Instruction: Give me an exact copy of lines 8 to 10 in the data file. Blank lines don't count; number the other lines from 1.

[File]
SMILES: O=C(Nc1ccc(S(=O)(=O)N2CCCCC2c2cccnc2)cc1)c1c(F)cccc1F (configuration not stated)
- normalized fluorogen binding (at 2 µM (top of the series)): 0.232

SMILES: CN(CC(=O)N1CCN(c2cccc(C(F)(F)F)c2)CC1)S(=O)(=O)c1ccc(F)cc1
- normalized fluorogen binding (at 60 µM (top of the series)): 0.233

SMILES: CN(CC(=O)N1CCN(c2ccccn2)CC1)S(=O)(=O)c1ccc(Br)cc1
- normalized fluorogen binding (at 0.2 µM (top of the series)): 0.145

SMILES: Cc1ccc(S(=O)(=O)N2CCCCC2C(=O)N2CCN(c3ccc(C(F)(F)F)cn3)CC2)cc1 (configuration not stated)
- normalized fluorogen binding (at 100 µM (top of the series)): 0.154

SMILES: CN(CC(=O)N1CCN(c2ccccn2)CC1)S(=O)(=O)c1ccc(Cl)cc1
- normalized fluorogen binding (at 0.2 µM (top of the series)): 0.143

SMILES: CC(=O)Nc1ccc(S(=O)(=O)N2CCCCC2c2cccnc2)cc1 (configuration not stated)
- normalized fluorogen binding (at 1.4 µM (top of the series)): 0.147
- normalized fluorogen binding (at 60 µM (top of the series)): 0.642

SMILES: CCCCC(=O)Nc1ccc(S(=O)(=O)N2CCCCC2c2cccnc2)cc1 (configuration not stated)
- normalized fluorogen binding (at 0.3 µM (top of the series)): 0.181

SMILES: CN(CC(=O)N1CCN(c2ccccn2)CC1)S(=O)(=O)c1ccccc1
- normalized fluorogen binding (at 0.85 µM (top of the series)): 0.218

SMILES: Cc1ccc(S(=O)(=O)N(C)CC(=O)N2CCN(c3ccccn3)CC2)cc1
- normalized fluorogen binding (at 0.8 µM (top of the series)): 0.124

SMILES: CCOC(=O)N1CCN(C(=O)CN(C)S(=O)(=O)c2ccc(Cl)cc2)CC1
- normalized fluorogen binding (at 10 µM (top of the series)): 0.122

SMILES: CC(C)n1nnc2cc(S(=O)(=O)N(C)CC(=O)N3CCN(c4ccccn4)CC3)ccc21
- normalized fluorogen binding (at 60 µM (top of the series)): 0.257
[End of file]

- normalized fluorogen binding (at 100 µM (top of the series)): 0.154

SMILES: CN(CC(=O)N1CCN(c2ccccn2)CC1)S(=O)(=O)c1ccc(Cl)cc1
- normalized fluorogen binding (at 0.2 µM (top of the series)): 0.143